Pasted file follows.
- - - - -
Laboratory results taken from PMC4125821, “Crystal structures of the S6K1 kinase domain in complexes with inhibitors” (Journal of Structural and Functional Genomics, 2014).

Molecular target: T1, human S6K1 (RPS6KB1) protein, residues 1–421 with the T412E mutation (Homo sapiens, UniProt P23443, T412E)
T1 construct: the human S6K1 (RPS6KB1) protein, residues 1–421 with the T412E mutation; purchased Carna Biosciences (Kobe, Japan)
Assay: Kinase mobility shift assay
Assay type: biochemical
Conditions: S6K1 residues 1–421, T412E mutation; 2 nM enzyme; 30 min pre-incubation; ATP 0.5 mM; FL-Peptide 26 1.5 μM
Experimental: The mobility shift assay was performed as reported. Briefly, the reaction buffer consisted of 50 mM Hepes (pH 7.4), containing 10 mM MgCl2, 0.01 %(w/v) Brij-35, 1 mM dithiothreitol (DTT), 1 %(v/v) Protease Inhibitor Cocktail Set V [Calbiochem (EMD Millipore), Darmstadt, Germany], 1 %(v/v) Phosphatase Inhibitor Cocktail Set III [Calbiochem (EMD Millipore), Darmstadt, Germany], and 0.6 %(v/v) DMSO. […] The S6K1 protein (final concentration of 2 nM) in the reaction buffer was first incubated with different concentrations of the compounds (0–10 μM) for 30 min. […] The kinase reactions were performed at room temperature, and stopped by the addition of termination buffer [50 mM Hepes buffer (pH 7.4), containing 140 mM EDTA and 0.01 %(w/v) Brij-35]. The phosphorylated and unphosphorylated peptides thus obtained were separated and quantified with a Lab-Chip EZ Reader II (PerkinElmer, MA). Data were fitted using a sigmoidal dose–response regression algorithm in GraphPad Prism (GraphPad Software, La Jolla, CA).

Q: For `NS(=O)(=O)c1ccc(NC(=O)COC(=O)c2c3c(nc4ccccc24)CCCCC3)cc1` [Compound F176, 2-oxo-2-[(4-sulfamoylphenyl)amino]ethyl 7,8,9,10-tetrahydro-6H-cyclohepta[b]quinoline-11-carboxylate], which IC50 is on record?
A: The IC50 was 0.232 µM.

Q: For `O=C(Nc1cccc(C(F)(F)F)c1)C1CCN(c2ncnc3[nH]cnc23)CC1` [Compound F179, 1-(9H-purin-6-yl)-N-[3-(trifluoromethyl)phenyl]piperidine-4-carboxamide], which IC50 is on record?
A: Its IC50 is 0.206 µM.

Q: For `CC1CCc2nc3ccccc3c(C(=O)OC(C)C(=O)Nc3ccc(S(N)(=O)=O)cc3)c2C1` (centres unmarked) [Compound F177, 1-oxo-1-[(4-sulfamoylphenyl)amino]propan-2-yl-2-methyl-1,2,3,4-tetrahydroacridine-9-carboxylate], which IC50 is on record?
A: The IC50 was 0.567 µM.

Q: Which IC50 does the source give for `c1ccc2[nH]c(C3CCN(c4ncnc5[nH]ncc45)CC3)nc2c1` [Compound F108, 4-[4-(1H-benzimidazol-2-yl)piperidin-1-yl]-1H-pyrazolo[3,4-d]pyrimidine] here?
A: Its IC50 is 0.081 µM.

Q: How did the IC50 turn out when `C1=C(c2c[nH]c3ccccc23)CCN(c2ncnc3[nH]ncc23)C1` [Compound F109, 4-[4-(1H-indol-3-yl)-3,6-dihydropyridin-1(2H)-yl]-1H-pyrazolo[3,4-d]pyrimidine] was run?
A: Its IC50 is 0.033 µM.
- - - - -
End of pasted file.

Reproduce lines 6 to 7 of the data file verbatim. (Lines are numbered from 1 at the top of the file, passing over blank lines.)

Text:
Conditions: S6K1 residues 1–421, T412E mutation; 2 nM enzyme; 30 min pre-incubation; ATP 0.5 mM; FL-Peptide 26 1.5 μM
Experimental: The mobility shift assay was performed as reported. Briefly, the reaction buffer consisted of 50 mM Hepes (pH 7.4), containing 10 mM MgCl2, 0.01 %(w/v) Brij-35, 1 mM dithiothreitol (DTT), 1 %(v/v) Protease Inhibitor Cocktail Set V [Calbiochem (EMD Millipore), Darmstadt, Germany], 1 %(v/v) Phosphatase Inhibitor Cocktail Set III [Calbiochem (EMD Millipore), Darmstadt, Germany], and 0.6 %(v/v) DMSO. […] The S6K1 protein (final concentration of 2 nM) in the reaction buffer was first incubated with different concentrations of the compounds (0–10 μM) for 30 min. […] The kinase reactions were performed at room temperature, and stopped by the addition of termination buffer [50 mM Hepes buffer (pH 7.4), containing 140 mM EDTA and 0.01 %(w/v) Brij-35]. The phosphorylated and unphosphorylated peptides thus obtained were separated and quantified with a Lab-Chip EZ Reader II (PerkinElmer, MA). Data were fitted using a sigmoidal dose–response regression algorithm in GraphPad Prism (GraphPad Software, La Jolla, CA).